International assistance is important, but it is the responsibility of each State to keep radioactive materials located on its soil safe and secure. Because of the very large number of states that use radioactive sources of significance, a common set of ground rules is important so that all exporters, recipients and users of sealed sources have a mutually understood basis for ensuring the safety and security of these sources. The IAEA s Code of Conduct on the Safety and Security of Radioactive Sources seeks to prevent the loss or unauthorized access to radioactive sources through the establishment of an effective system of regulatory control from the production of radioactive sources to their final disposal. It also calls for a system to restore such control if a source has been lost or stolen.
The Code was initially approved in 2000 and has been updated since that time. In August, the Code was revised to address a number of important security concerns that were brought about by the September 11 attacks.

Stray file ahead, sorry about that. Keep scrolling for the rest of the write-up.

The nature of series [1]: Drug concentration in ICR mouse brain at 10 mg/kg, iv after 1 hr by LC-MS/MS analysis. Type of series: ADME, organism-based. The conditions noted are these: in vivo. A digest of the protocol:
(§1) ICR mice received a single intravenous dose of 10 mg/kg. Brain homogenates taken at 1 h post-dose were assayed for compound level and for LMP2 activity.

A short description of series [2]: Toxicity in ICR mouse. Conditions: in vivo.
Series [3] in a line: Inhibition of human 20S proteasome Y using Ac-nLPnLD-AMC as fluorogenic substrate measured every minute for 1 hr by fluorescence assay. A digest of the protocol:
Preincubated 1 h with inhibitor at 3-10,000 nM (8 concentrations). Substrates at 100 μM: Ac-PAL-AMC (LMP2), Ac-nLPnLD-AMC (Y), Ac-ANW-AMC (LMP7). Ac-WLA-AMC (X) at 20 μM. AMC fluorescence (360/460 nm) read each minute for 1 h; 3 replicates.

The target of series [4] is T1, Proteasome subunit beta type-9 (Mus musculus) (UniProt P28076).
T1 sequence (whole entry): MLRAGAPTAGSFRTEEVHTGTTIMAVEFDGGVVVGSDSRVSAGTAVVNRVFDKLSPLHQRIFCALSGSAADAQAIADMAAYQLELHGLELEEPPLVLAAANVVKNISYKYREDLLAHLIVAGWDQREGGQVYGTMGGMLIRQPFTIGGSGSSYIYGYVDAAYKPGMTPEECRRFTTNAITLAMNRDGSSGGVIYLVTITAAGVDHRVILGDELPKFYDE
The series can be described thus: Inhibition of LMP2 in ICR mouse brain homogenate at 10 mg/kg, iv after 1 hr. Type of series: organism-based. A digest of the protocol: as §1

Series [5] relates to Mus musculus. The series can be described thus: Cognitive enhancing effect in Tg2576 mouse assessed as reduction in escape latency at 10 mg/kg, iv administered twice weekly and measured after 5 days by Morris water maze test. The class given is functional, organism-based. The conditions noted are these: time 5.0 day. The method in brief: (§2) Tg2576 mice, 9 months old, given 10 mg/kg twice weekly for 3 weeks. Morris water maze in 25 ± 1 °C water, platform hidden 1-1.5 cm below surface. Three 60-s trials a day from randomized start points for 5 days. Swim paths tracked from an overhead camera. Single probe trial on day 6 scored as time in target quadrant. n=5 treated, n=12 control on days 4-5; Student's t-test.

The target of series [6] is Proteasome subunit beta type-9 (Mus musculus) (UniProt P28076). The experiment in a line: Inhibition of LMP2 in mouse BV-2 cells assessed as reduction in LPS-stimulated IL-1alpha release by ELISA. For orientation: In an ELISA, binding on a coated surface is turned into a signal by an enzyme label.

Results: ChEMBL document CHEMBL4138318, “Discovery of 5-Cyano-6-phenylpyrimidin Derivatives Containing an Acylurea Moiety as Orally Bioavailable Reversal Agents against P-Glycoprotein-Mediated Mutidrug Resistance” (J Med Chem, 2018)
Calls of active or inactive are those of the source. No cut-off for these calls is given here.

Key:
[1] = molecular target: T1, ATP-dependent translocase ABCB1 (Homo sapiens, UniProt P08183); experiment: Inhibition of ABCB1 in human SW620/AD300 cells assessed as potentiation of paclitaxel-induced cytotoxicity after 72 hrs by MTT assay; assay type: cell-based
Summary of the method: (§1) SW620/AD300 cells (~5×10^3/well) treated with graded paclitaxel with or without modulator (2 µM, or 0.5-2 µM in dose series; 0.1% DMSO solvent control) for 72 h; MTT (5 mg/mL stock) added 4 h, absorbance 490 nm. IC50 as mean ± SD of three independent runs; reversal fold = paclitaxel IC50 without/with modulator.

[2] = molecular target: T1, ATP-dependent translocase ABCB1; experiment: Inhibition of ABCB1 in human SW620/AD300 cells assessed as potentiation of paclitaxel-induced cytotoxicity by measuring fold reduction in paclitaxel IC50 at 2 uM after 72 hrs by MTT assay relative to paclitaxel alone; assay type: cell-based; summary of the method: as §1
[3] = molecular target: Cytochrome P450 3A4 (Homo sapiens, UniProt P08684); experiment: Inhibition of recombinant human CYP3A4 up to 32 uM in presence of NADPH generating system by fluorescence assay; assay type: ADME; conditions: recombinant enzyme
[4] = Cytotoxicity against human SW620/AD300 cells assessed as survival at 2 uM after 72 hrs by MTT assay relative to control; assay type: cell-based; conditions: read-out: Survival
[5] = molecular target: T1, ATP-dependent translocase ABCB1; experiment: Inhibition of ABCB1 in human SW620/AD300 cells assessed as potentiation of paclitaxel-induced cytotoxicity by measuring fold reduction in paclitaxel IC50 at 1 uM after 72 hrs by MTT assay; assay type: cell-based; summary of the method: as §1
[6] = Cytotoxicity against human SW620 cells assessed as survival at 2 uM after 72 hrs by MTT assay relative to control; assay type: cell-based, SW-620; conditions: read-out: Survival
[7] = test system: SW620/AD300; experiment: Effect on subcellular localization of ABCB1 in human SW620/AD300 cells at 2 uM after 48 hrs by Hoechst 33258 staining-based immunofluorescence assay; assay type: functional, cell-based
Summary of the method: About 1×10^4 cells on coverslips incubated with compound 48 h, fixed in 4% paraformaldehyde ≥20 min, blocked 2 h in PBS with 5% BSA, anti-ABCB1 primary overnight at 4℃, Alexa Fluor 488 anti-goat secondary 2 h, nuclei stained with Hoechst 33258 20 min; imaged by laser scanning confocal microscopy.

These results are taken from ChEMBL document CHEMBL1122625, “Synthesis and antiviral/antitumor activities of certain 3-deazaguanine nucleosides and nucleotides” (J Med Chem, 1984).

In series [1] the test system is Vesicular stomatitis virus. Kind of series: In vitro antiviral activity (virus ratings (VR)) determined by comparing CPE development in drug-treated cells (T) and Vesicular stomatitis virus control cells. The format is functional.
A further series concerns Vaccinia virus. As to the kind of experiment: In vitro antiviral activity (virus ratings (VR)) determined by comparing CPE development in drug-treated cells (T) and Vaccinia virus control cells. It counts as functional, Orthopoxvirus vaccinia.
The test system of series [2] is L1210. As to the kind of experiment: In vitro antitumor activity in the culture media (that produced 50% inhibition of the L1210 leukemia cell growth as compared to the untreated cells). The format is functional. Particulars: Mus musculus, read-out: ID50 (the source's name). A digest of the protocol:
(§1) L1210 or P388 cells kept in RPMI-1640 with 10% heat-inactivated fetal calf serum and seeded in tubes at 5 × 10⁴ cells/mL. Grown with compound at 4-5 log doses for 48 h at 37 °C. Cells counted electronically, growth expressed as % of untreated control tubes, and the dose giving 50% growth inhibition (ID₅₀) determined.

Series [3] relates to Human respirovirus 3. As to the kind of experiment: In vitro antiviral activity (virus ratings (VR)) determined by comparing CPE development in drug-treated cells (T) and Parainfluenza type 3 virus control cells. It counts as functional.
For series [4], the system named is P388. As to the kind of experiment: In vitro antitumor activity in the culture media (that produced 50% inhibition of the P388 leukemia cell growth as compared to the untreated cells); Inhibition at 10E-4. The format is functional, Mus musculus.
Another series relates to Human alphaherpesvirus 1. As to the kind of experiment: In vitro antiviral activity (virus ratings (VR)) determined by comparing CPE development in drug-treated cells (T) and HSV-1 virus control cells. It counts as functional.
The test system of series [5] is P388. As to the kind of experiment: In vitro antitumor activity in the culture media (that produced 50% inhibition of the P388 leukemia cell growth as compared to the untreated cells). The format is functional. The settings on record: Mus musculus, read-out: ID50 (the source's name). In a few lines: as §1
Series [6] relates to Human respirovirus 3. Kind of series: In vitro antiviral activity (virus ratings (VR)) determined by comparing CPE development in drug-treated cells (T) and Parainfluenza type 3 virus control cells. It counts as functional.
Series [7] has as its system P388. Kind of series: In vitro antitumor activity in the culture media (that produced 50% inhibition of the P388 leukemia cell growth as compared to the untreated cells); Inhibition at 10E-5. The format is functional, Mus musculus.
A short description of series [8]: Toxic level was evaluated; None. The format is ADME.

Our goal is to ensure that states control the sources with in their territory that pose the greatest risks. We will consider whether there are additional steps to help achieve this goal. The United States is committed to undertake domestic, bilateral, and multilateral activities to reduce the risk that radiological sources could fall into the hands of terrorists.
I am pleased that this conference is already exploring these and other means of upgrading our nuclear and radiological security by bringing together experts and policy makers from around the world. I wish you well in your very important work.
Released on October 2, 2002